I would use MW test.
As for your concerns, please read my comments about MW test in this earlier (recent) discussion: LINK
Hi all,
I have two sets of data - hospital admission lengths (measured in whole hours) grouped in to 'younger patients' and 'older patients'. There are over 100 individuals/entries in each group and each group is independent. Both sets of data are skewed, neither exhibiting a normal distribution (on histogram). Medians (which differ between groups) are a better measure than mean (I have outliers that need to be kept). I want to ascertain whether there is a difference in length of stay between the two groups.
My issues:
1. How do I formally ascertain the shape of each group to know whether a Mann Whitney U test is appropriate? If it is, would it be sensible to use in view of my outliers?
2. If shape is not similar, which test is the best to use to compare the two groups?
Thanks for your help!
AbnormallyDistributed (Excel user)
Last edited by AbnormallyDistributed; 08-29-2016 at 10:59 AM.
I would use MW test.
As for your concerns, please read my comments about MW test in this earlier (recent) discussion: LINK
http://cainarchaeology.weebly.com/
AbnormallyDistributed (08-29-2016)
AbnormallyDistributed (08-29-2016)
@Greta: the question is different; still, the ways in which MW test can be conceived hold true for this new question as well.
As far as the OP is Happy to test whether the values in one group tend to be larger than the values of the other group, I believe he can actually use MW (which allows to get some other useful measures of effect size as well, as described in that earlier post).
(You're a great and helpful person too)
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AbnormallyDistributed (08-29-2016)
Thanks both for your replies
GretaGarbo - what are your reservations?
AD
If you actually think that the median is the best measure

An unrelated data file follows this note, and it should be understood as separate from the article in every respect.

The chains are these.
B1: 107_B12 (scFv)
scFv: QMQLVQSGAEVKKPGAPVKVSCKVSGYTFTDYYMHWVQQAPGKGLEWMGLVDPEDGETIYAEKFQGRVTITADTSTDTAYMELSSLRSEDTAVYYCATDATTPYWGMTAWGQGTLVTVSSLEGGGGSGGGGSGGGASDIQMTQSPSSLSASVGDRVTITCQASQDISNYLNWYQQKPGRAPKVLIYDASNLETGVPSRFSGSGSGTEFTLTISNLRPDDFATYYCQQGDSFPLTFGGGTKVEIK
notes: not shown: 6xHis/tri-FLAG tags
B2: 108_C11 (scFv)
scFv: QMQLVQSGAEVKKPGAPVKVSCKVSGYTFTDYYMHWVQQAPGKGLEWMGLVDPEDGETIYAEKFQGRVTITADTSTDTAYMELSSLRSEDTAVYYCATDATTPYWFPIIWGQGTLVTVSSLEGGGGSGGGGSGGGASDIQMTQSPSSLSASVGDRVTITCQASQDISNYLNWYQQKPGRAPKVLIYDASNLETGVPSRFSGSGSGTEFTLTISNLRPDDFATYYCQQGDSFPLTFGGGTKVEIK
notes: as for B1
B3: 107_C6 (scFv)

of central tendency here, und you want to compare groups
in this respect, then the median test could be used. The
test is less powerful than t-test or U-test, but with n=200
power should still be large enough here. The interpretation
of results would be straightforward, in contrast to Mann-
Whitney.
With kind regards
Karabiner
AbnormallyDistributed (08-29-2016), GretaGarbo (08-29-2016)
@Gianmarco,
Maybe the OP is happy with the model, but would you be happy with that? The model says that the average or median hospital admission lengths suddenly jumps up to a higher level as the person passes the break point of going from "young" to "old". That is what the model says. Is that really reasonable?
Isn't it more natural to think of age as an independent variable in a regression model, possibly with squared terms? Or to model Age with a generalized additive model (gam) so that the age effect can be gradually smoothed with local splines (and the OP can get a nice diagram)?
And I want to thank Karabiner. I was not aware or the median test. (It seems to be about using a chi-squared test. That sounds kind of familiar. )
AbnormallyDistributed (08-29-2016)
AbnormallyDistributed (08-29-2016)